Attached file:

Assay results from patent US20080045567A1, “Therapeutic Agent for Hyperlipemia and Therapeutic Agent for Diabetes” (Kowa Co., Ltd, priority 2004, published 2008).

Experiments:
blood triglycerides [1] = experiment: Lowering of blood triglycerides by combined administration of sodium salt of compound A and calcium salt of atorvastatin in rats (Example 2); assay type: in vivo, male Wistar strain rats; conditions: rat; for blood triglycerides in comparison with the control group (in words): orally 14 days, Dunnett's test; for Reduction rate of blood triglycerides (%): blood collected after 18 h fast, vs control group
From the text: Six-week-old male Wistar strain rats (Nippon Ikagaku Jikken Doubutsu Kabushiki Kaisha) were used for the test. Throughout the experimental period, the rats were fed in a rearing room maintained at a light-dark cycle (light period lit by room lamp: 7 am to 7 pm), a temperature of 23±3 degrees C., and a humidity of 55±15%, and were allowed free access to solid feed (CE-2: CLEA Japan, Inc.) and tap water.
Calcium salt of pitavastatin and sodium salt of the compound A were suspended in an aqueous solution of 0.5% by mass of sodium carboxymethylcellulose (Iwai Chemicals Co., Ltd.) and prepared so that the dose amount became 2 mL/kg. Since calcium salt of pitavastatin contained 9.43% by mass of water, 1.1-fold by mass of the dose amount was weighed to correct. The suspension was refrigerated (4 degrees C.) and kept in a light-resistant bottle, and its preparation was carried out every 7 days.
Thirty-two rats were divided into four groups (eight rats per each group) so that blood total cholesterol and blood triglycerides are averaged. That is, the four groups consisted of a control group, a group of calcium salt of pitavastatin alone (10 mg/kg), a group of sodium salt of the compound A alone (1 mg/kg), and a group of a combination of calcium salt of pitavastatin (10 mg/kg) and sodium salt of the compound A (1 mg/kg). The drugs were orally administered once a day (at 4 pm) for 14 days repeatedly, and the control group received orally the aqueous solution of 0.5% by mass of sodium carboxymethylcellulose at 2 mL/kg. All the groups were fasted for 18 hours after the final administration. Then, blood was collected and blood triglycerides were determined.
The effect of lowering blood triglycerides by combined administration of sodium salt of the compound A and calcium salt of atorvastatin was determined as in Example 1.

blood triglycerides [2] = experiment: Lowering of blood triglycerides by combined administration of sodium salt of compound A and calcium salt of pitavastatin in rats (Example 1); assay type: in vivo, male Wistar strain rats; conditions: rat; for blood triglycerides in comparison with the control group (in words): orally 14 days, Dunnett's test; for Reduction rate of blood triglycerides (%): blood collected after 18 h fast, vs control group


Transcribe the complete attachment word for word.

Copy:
Assay results from patent US20080045567A1, “Therapeutic Agent for Hyperlipemia and Therapeutic Agent for Diabetes” (Kowa Co., Ltd, priority 2004, published 2008).

Experiments:
blood triglycerides [1] = experiment: Lowering of blood triglycerides by combined administration of sodium salt of compound A and calcium salt of atorvastatin in rats (Example 2); assay type: in vivo, male Wistar strain rats; conditions: rat; for blood triglycerides in comparison with the control group (in words): orally 14 days, Dunnett's test; for Reduction rate of blood triglycerides (%): blood collected after 18 h fast, vs control group
From the text: Six-week-old male Wistar strain rats (Nippon Ikagaku Jikken Doubutsu Kabushiki Kaisha) were used for the test. Throughout the experimental period, the rats were fed in a rearing room maintained at a light-dark cycle (light period lit by room lamp: 7 am to 7 pm), a temperature of 23±3 degrees C., and a humidity of 55±15%, and were allowed free access to solid feed (CE-2: CLEA Japan, Inc.) and tap water.
Calcium salt of pitavastatin and sodium salt of the compound A were suspended in an aqueous solution of 0.5% by mass of sodium carboxymethylcellulose (Iwai Chemicals Co., Ltd.) and prepared so that the dose amount became 2 mL/kg. Since calcium salt of pitavastatin contained 9.43% by mass of water, 1.1-fold by mass of the dose amount was weighed to correct. The suspension was refrigerated (4 degrees C.) and kept in a light-resistant bottle, and its preparation was carried out every 7 days.
Thirty-two rats were divided into four groups (eight rats per each group) so that blood total cholesterol and blood triglycerides are averaged. That is, the four groups consisted of a control group, a group of calcium salt of pitavastatin alone (10 mg/kg), a group of sodium salt of the compound A alone (1 mg/kg), and a group of a combination of calcium salt of pitavastatin (10 mg/kg) and sodium salt of the compound A (1 mg/kg). The drugs were orally administered once a day (at 4 pm) for 14 days repeatedly, and the control group received orally the aqueous solution of 0.5% by mass of sodium carboxymethylcellulose at 2 mL/kg. All the groups were fasted for 18 hours after the final administration. Then, blood was collected and blood triglycerides were determined.
The effect of lowering blood triglycerides by combined administration of sodium salt of the compound A and calcium salt of atorvastatin was determined as in Example 1.

blood triglycerides [2] = experiment: Lowering of blood triglycerides by combined administration of sodium salt of compound A and calcium salt of pitavastatin in rats (Example 1); assay type: in vivo, male Wistar strain rats; conditions: rat; for blood triglycerides in comparison with the control group (in words): orally 14 days, Dunnett's test; for Reduction rate of blood triglycerides (%): blood collected after 18 h fast, vs control group